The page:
So the new overtime regulations have been announced. If you’re a small-business owner, what do you need to know and what should you do?
The new regulations, which go into effect Dec. 1, require employers to pay salaried employees earning less than $47,476 overtime pay when working more than 40 hours per week. This is double the previous minimum threshold of $23,660.
If you have employees who make less than $47,476, you basically have three options: Raise their pay to the new threshold so they continue to be exempt from overtime, pay time and a half to those who work more than 40 hours per week, or cut their hours to 40 per week and either absorb the work yourself or hire additional part-time staff to handle it.
Any way you look at it, it’s going to cost small-business owners. How do you decide the best course of action?
First, take a look at the numbers. On average, how many hours of overtime do your employees work per year? Multiply that number by 1.5 times the average employee hourly pay. The resulting sum is an estimate of what you can expect to pay to comply with the new law, provided everything remains the same.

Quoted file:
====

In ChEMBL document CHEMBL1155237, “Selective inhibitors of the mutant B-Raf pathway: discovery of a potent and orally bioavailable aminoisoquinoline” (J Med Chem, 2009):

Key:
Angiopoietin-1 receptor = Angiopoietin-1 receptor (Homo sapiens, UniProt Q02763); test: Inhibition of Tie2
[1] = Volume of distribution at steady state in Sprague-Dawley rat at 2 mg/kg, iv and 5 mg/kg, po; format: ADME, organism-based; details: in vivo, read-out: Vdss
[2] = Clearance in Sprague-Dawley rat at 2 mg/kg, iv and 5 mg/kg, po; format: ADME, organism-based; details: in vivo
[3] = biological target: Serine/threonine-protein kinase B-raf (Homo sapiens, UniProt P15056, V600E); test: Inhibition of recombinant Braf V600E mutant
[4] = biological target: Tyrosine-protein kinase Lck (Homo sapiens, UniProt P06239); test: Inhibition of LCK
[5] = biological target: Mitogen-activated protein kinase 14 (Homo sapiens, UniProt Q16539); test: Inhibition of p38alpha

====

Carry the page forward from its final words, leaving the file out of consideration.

Then add up how much it would cost to raise your employees’ salaries to $47,476, and compare the two figures.
Of course, this is a simplistic approach. Business owners can choose any number of possibilities to suit their company’s needs — perhaps a better idea would be to promote one or two or even a few of the hardest-working employees to positions at or above the threshold and keep everyone else’s workload to 40 hours. Perhaps cutting hours and hiring a few part-timers makes more sense. Crunch the numbers to see what might work best for you.
Then take operational matters into consideration. Here are a few key elements to keep in mind:
• If you choose to change an employee’s status from exempt to non-exempt, salaried to hourly, it may feel as if it’s is a demotion.
• Non-exempt employees’ hours must be tracked diligently and accurately. This means putting a time-keeping system in place, and making sure everyone complies, which can be a difficult habit to instill. A note: If you have staffers who work from home or another remote location with no management, timekeeping can be a tricky matter, leaving you vulnerable to lawsuits. Yet taking away the work-life balance formerly enjoyed by remote employees will leave a bitter taste in the mouth.
• If you are reducing staff hours to 40 per week, be sure to draw up new schedules and share them with your staff well in advance. This will give you and your employees time to work out any kinks.
• Reallocating duties and redefining job descriptions is essential if the goal is to avoid overtime pay.
Finally, be sure to check with HR advisors or labor lawyers to ensure proper compliance by the Dec. 1 deadline.